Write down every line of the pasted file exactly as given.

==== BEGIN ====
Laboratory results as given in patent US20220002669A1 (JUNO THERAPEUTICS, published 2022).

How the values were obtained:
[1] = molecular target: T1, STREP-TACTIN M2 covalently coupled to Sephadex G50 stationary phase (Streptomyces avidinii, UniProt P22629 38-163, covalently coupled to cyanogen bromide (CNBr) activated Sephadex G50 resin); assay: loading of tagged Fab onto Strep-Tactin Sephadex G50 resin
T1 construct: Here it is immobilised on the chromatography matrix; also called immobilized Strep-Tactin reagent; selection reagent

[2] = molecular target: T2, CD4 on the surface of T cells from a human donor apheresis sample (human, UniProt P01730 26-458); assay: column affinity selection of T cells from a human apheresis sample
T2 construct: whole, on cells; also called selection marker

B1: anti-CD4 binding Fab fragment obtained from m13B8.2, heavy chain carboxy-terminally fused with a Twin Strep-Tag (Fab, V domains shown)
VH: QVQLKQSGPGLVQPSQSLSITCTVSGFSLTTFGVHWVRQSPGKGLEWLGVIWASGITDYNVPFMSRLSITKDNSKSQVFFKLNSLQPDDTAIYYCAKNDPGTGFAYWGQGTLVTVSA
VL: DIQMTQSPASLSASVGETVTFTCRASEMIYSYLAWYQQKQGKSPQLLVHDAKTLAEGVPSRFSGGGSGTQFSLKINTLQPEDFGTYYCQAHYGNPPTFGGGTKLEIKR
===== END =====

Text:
Laboratory results as given in patent US20220002669A1 (JUNO THERAPEUTICS, published 2022).

How the values were obtained:
[1] = molecular target: T1, STREP-TACTIN M2 covalently coupled to Sephadex G50 stationary phase (Streptomyces avidinii, UniProt P22629 38-163, covalently coupled to cyanogen bromide (CNBr) activated Sephadex G50 resin); assay: loading of tagged Fab onto Strep-Tactin Sephadex G50 resin
T1 construct: Here it is immobilised on the chromatography matrix; also called immobilized Strep-Tactin reagent; selection reagent

[2] = molecular target: T2, CD4 on the surface of T cells from a human donor apheresis sample (human, UniProt P01730 26-458); assay: column affinity selection of T cells from a human apheresis sample
T2 construct: whole, on cells; also called selection marker

B1: anti-CD4 binding Fab fragment obtained from m13B8.2, heavy chain carboxy-terminally fused with a Twin Strep-Tag (Fab, V domains shown)
VH: QVQLKQSGPGLVQPSQSLSITCTVSGFSLTTFGVHWVRQSPGKGLEWLGVIWASGITDYNVPFMSRLSITKDNSKSQVFFKLNSLQPDDTAIYYCAKNDPGTGFAYWGQGTLVTVSA
VL: DIQMTQSPASLSASVGETVTFTCRASEMIYSYLAWYQQKQGKSPQLLVHDAKTLAEGVPSRFSGGGSGTQFSLKINTLQPEDFGTYYCQAHYGNPPTFGGGTKLEIKR